Uganda: Bulungi Bwansi Brings People Together

In the past, it was community work in which everyone was involved in the Buganda kingdom. Today the major activity at the Bulungi Bwansi is planting trees to restore the forests. 

Every clan in Buganda had an assignment in the King’s palace as well as within their own community. One of the assignments for the people of the kingdom was Bulungi Bwansi. This was community work that involved everyone in the Buganda kingdom.

Every village had its own day for doing the community work. Bulungi Bwansi was also a place where the young boys and girls of Buganda acquired informal education and the married couples received counselling; it was a place where people talked about their problems and found solutions. They also talked about their achievements.

Bulungi Bwansi had many categories which included cleaning rivers and wells, road repairs, digging trenches along the roads and villages, filling potholes in the village roads, cleaning villages, and cleaning markets. Everyone cleaned their surrounding areas to avoid snakes, other crawling reptiles, and dangerous insects.

Every family was assigned a plot where they were supposed to work. They knew where they were supposed to work without being forced. They preserved the forest and land for cultivation during the Bulungi Bwansi by cleaning nearby forests.

On the day Bulungi Bwansi would take place the village chief would sound a drum with a tune like Saagalaagalamidde (I don’t want anyone sleeping). When the villagers heard the sound of that drum they would wake up or leave whatever they were doing and gather together, ready to receive their assignments for the day.

Penalties were given to people who would not participate in this community work. They were summoned to the village tribunal to face disciplinary action. In the tribunal, they had to explain why they did not join in the community work.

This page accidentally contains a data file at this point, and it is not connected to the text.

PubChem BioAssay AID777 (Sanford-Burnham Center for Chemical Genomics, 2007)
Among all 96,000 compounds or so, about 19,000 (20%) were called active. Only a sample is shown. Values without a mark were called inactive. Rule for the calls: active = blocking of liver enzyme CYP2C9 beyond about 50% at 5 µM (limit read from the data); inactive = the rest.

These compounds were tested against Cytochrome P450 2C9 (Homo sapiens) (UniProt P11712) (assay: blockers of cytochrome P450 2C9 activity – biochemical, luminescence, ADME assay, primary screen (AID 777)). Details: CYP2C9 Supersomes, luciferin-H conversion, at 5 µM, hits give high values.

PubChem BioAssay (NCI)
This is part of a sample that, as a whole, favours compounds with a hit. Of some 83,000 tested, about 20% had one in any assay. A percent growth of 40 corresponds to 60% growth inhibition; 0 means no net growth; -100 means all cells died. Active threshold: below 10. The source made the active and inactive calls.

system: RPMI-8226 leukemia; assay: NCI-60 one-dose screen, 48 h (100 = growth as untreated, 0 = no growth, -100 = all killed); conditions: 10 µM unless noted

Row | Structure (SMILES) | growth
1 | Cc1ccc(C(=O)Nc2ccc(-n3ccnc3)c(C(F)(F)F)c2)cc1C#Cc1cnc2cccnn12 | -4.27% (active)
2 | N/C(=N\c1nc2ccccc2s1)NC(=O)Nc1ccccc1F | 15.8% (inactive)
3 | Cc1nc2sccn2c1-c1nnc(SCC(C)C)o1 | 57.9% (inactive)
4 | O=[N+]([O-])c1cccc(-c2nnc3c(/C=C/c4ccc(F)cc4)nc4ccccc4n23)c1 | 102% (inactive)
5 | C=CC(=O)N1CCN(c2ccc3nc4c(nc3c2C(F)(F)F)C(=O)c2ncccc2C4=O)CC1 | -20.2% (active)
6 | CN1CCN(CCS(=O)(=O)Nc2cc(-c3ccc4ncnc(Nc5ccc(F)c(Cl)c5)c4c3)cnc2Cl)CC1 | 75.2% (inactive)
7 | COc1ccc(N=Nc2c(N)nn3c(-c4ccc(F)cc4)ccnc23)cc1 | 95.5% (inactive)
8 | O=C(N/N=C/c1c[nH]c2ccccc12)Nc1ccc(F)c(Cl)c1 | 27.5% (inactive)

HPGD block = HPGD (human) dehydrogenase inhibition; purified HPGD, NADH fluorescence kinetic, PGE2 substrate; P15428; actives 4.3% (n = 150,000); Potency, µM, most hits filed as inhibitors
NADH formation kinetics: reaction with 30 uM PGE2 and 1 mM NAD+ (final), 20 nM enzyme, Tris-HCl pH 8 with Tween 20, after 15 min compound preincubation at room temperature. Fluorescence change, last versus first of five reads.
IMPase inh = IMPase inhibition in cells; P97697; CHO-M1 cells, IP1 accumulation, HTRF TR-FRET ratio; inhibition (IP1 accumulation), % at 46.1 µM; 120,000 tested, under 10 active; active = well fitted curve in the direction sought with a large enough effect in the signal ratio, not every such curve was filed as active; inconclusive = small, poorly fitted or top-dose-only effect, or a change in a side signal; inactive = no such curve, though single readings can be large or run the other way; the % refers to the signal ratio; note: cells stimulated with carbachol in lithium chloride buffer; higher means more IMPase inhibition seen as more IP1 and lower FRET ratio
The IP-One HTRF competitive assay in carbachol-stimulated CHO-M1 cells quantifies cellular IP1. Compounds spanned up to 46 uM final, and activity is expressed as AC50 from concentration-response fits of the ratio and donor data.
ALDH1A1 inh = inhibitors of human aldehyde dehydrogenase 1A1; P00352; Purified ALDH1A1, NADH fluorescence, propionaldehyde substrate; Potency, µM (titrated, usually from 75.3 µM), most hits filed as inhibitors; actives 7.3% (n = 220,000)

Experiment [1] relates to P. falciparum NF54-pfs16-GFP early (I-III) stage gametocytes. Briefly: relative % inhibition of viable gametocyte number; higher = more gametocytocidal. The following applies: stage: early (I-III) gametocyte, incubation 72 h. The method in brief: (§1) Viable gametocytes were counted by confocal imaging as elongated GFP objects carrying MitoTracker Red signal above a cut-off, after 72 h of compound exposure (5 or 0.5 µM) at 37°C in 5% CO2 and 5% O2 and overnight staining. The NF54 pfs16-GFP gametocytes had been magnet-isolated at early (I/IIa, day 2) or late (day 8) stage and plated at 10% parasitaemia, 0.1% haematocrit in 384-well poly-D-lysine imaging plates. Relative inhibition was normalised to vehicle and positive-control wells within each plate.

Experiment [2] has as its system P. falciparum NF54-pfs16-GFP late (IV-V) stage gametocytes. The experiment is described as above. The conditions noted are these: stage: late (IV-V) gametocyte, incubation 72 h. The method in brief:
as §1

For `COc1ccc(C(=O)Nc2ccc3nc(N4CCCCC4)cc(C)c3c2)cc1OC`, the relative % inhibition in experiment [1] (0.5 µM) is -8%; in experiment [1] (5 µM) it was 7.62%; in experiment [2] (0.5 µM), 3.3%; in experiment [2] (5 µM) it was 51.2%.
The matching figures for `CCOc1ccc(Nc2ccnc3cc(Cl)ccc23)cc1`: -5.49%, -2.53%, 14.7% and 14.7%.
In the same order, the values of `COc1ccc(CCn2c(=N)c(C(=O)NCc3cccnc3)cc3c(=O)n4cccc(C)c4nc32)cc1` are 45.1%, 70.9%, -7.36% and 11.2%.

It was not all work at the Bulungi Bwansi. People would also have village meetings addressed by the chiefs or landlords of that particular village. The Bulungi Bwansi was purposely aimed at improving the livelihood of the people of Buganda.

It was also another way for people to come together after work. They would socialize and also share things amongst themselves like food harvested from gardens, and the local brew they made.

During these sessions, the girls would be taken to learn housework like weaving baskets and mats, and how to cook and take care of the home while the young boys would be taken to learn lumbering, making bark cloth or drums; some would be taught how to fish.

Discipline was emphasized during these meetings and community work.

Every home had to observe discipline since all parents in the village were expected to help in raising the children in the village. Elders were supposed to discipline children whether they were biological parents or not, and children respected all the elders in the village. The elders were also supposed to act as mentors to the young children.

In Bulungi Bwansi, people would also come together and help each other. They called their gatherings Munno Mukabi (a friend in need) and these groups would be called upon when a person in the village had a problem like sickness, death, or marriage. The villagers would come together and collect food, firewood, water, and local brew (Tonto). Where a death occurred, they would also help bring burial clothes.

When there was a marriage or a traditional wedding, they would collect and look for food, local beer and would come together to celebrate the marriage.

Today people in Buganda and the Kingdom are reviving Bulungi Bwansi, and the central government in Uganda has also adopted it. With local village councils in place, some villages all over the country practice it although they keep changing the name according to people in that community.

Although Bulungi Bwansi was popular in the past, it is not so anymore due to its demand for discipline. Today the major activity at the Bulungi Bwansi is planting trees to restore the forests destroyed by the people.

Unlike the olden days, when the Kabaka (King) in Buganda had people working at his palace, today the Baganda come together and designate assignments according to the communities. They also visit the palace and do Bulungi Bwansi there.

The difference is that in the past people knew what to do and they were ready to do the work. But today, many people do not take community work seriously and few people join in the Bulungi Bwansi.

(Irene Lumunu – Photo: ©mehmetozb/123RF.COM)

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